The Nikkei index of the Japanese stock market rose fourfold during the 50 months after the Plaza Accord, while the price of land rose to insane levels, rising fivefold before the major crash of 1991 (at which point point the aggregate value of Tokyo real estate exceeded that of the US as a whole). Meanwhile there was a drop in the growth capacity of the real economy due to the now more realistic exchange rate and the end of the fixed-investment boom. The excess capacity of the export economy was faced with fierce competition now in foreign markets, and the bureaucratic élite, together with the ruling LDP political party, now sought through these new policies described above to “featherbed” their corporate constituencies: but this wasn’t just easy-money, there was also a thoroughgoing rigging of the domestic markets and outright protectionism. Construction deals, new credit, and corruption spread among these constituencies, leading to overbuilding and white elephant projects.
So in the two decades after 1990, Japan’s government expenditures rose by 45%, while its general revenues fell by 15-20% opening up a massive fiscal deficit that fueled the parabolic rise of debt as we saw above, leading to credit saturation which itself has led to low or negative growth ever since. Furthermore, bad economic advice from abroad led the Ivy League-educated Japanese élites to dismantle the government tax base in order to try and generate supply-side effects, with even worse results – leading to a drop in government nominal revenues over two decades, in amounts unparalleled in history.
The lethal combination of easy money and lax fiscal policy has now also been at the core of
Shinzō Abe’s “Abenomics”, encouraged by ex-US Federal Reserve Chairman Ben Bernanke who pushed the myth that Japan was experiencing “deflation” (rather than structural overcapacity) and who recommend on this basis that the central bank run its printing presses continuously and blindly until inflation rise back to 2%—– supposedly thus reflating nominal GDP, aggregate demand, and the wheels of production and jobs growth in the real economy.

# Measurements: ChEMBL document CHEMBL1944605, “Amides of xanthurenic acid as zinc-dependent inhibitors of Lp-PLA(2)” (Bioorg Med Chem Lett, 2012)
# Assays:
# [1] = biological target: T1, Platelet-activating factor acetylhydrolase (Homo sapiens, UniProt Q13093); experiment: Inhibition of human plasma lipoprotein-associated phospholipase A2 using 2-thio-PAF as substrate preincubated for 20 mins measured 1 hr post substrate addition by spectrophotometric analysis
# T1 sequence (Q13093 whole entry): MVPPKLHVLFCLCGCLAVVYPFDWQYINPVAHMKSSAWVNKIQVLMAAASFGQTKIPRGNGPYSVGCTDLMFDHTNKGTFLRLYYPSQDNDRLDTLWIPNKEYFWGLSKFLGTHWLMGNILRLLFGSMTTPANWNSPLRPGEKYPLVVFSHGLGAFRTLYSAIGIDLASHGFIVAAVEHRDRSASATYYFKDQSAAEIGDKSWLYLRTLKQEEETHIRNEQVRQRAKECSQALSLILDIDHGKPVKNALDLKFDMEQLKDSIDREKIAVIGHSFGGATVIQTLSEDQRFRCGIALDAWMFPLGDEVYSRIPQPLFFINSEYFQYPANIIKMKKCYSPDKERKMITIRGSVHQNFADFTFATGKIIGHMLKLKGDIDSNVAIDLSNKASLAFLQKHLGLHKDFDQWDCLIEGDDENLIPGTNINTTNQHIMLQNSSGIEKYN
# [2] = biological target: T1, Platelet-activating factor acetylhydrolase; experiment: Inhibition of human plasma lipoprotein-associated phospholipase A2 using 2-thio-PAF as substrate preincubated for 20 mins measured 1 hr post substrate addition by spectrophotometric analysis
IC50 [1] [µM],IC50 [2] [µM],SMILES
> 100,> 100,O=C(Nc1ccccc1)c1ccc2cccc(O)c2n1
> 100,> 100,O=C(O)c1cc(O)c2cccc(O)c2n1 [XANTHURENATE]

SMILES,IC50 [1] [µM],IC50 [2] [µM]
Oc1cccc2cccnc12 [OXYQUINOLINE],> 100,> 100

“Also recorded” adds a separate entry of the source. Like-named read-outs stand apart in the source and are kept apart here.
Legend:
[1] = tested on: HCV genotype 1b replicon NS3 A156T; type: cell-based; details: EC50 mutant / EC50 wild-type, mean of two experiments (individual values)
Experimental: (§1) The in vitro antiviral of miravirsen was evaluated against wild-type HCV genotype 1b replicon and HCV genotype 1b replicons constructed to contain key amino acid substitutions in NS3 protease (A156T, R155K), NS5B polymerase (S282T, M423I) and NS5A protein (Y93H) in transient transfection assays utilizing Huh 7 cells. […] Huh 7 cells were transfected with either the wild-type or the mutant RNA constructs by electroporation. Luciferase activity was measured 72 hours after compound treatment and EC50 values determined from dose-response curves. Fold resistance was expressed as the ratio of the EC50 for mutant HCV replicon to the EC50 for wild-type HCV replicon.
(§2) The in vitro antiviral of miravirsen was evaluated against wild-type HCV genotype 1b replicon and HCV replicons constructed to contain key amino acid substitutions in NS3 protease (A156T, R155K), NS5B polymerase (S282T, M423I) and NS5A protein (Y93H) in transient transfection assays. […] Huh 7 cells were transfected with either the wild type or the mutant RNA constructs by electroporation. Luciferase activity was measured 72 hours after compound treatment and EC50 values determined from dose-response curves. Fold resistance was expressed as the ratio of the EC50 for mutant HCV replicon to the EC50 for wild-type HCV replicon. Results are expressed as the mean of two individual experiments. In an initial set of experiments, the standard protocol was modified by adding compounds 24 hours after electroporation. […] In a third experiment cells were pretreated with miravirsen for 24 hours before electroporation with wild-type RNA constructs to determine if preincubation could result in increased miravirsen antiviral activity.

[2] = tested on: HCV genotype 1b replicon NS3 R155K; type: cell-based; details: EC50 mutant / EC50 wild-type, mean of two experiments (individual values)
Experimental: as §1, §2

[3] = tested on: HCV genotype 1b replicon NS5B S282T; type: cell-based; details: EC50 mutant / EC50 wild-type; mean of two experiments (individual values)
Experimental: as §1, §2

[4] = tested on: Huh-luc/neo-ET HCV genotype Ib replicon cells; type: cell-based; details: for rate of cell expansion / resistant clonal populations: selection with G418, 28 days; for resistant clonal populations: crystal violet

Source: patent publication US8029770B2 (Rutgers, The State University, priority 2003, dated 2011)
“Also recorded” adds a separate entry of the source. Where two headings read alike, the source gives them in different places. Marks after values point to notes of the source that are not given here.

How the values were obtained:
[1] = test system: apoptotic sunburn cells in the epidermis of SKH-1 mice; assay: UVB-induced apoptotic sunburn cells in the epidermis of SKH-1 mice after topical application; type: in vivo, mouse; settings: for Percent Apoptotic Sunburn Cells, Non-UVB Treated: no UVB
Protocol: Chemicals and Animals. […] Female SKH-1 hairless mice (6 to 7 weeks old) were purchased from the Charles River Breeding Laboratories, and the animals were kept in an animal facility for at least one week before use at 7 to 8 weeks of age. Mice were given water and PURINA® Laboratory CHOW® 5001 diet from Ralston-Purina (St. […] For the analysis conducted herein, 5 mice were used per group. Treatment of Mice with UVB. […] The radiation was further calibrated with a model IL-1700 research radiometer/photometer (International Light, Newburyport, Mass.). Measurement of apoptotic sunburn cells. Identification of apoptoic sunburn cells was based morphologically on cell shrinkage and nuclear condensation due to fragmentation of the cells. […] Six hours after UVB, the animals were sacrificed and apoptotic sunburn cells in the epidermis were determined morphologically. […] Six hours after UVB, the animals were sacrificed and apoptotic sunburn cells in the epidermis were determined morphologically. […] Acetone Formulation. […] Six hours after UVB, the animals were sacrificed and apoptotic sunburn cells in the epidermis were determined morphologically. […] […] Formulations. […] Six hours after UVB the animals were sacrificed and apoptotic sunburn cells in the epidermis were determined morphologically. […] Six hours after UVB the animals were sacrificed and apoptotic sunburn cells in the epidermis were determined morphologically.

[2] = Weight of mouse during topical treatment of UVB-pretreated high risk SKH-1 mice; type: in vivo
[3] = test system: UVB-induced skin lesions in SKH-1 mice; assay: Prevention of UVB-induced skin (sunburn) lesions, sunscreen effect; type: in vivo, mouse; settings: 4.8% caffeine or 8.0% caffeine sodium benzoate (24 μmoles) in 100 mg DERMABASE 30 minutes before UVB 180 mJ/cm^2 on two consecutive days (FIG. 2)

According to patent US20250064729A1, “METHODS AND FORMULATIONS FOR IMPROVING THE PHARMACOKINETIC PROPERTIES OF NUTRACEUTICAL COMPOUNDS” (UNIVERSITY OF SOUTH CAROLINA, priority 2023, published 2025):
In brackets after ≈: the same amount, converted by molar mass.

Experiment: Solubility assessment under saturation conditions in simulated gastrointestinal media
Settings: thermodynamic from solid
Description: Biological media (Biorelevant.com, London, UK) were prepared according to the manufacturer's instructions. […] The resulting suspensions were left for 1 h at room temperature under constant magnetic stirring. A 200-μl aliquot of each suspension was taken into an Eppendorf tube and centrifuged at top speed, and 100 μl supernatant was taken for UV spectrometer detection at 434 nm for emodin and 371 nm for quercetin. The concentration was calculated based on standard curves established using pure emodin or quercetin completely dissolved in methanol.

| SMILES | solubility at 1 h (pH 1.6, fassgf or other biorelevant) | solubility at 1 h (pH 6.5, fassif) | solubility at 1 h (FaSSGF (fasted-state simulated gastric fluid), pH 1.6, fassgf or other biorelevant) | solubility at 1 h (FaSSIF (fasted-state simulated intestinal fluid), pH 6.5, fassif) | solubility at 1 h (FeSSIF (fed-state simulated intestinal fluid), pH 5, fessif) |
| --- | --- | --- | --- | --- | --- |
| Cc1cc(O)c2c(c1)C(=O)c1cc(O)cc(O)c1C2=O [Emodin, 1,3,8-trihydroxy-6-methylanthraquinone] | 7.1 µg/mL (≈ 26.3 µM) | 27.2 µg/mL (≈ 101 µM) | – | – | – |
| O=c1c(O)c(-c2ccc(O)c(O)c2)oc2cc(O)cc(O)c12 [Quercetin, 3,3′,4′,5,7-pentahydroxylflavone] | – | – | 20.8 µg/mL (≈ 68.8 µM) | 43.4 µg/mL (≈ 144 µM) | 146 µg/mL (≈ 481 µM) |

Thus Japan adopted “ZIRP” (Zero-interest-rate-policy) in 1999 and piled post-Keynesian central banking on top of an already hemorrhaging fiscal situation, leading to the explosion in the Bank of Japan’s balance sheet from about 10% of GDP to nearly 50% today. This resulted in massive financial repression, which not to put too fine a point on it, has been to no avail. During the approximate 15 years since it originally adopted ZIRP, Japan’s real GDP has limped along at 0.9% per year, not significantly different than the 0.7% rate it experienced in the previous post-1991 decade.
The obvious effect of ZIRP is the collapse of Japan’s previously vaunted household savings rate (which had funded its post-war capital expansion), now to below even US levels, something which will prove a trial for the large expected retirements looming up ahead, where even in the short-term Japan looks like it will quickly devour its savings. The country is on the road as David Stockman explains to “… becoming an international pauper”. The other unpleasant effect of ZIRP is that it seems to promise that government debts can continue to be financed at close to zero nominal carry cost for the indefinite future. Clearly any kind of “rate normalisation” is an impossibility, with the close to zero financing costs on Japan’s long-term bonds, since the sheer size of the debt has meant that the interest carry cost has still been consuming nearly one-third of its current revenues.
The attempt to exit this financial trap through the insane policies of “Abenomics”, trying to achieve a dare-devil “escape velocity” for the real economy have now shown to have totally failed. The spectre of inflation has indeed been created, but the real economy has collapsed even further. Despite the newly cheapened currency, and the consequent rise in imports, exports have hardly risen due to the policy of offshoring production to China, which in our “financialisation” environment has been an integral part of the Japanese élite pandering to its corporate (keiretsu)constituencies, rather than seeking any kind of structural and social reform. There is no sense of national policy at all, a problem furthermore that we see across all “Western” economies anyway, where as Keynes said (see post below) “… enterprise becomes the bubble on a whirlpool of speculation… “ but clearly reflected in a much more serious situation in Japan, than in the rest of the “Western” economic system, thus representing the leading end of decline into the abyss. See: